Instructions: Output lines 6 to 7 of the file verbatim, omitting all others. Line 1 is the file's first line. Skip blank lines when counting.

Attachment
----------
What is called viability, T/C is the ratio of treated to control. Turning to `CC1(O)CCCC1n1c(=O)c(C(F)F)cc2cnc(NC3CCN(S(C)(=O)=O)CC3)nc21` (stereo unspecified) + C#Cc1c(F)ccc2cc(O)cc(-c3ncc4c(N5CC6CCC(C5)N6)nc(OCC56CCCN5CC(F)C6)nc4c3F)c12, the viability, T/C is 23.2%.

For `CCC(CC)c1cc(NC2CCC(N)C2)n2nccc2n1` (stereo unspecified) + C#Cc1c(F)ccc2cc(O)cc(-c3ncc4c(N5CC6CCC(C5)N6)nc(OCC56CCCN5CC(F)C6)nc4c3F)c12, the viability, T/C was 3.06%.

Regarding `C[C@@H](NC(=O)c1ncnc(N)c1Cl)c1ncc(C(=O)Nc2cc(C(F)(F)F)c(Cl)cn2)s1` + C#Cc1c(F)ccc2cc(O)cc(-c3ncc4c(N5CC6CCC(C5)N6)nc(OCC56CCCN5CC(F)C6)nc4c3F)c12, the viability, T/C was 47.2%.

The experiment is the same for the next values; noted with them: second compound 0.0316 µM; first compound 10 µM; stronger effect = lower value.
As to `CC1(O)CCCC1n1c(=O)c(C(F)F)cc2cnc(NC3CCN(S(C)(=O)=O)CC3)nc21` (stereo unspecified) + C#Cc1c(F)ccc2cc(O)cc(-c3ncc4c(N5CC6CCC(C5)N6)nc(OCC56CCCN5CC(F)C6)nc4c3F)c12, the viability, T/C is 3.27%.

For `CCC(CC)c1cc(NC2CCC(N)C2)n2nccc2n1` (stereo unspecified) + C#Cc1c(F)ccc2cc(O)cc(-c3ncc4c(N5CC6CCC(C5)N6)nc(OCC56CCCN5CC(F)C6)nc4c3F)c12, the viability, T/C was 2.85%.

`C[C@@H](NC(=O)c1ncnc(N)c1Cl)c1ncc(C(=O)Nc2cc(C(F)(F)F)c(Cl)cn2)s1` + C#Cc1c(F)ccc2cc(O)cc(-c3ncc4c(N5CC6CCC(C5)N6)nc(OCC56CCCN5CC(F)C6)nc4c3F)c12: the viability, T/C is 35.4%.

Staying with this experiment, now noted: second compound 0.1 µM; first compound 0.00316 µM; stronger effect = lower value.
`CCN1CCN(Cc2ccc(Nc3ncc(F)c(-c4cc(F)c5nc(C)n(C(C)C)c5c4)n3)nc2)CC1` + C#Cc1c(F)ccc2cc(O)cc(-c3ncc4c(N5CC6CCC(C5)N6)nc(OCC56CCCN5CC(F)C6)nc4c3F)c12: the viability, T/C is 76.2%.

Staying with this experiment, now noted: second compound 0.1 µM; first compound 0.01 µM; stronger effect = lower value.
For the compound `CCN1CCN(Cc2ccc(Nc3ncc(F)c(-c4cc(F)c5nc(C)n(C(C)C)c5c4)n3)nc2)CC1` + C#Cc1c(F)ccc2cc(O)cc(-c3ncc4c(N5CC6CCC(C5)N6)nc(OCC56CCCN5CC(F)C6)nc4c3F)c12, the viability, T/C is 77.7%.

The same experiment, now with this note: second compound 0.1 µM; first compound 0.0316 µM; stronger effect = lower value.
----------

For `CCC(CC)c1cc(NC2CCC(N)C2)n2nccc2n1` (stereo unspecified) + C#Cc1c(F)ccc2cc(O)cc(-c3ncc4c(N5CC6CCC(C5)N6)nc(OCC56CCCN5CC(F)C6)nc4c3F)c12, the viability, T/C was 2.85%.

`C[C@@H](NC(=O)c1ncnc(N)c1Cl)c1ncc(C(=O)Nc2cc(C(F)(F)F)c(Cl)cn2)s1` + C#Cc1c(F)ccc2cc(O)cc(-c3ncc4c(N5CC6CCC(C5)N6)nc(OCC56CCCN5CC(F)C6)nc4c3F)c12: the viability, T/C is 35.4%.